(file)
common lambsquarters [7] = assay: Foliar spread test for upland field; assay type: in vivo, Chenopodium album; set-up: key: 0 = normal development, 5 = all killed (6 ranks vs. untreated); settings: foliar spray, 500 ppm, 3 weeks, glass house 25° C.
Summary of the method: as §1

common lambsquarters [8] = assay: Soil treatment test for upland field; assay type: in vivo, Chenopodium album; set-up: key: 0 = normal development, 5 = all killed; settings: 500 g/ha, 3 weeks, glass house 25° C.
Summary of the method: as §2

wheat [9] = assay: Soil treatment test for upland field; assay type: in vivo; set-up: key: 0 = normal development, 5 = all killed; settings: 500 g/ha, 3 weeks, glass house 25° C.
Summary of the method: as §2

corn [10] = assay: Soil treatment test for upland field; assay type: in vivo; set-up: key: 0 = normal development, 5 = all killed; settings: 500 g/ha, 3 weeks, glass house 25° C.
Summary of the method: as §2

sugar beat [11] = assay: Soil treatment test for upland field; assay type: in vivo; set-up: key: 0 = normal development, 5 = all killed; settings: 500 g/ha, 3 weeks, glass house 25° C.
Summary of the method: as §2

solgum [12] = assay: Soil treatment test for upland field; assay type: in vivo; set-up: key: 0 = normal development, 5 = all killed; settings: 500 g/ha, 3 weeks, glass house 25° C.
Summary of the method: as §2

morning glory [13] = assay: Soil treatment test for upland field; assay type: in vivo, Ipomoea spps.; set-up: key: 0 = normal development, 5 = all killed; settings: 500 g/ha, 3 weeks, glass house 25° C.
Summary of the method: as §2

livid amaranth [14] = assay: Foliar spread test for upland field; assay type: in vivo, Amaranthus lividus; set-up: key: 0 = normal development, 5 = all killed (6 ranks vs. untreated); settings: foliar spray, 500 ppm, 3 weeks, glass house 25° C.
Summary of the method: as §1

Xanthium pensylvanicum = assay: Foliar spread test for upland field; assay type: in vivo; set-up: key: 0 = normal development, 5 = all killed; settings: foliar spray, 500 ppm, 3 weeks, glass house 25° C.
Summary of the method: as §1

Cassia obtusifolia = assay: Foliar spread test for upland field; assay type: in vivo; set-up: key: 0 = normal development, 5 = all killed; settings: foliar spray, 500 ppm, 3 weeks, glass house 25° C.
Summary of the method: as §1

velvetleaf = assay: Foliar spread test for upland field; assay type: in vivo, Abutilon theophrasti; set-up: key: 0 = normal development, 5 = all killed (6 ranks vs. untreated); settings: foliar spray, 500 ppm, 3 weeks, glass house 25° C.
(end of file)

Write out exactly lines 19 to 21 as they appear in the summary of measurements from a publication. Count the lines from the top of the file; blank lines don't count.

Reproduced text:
Cassia obtusifolia = assay: Foliar spread test for upland field; assay type: in vivo; set-up: key: 0 = normal development, 5 = all killed; settings: foliar spray, 500 ppm, 3 weeks, glass house 25° C.
Summary of the method: as §1

velvetleaf = assay: Foliar spread test for upland field; assay type: in vivo, Abutilon theophrasti; set-up: key: 0 = normal development, 5 = all killed (6 ranks vs. untreated); settings: foliar spray, 500 ppm, 3 weeks, glass house 25° C.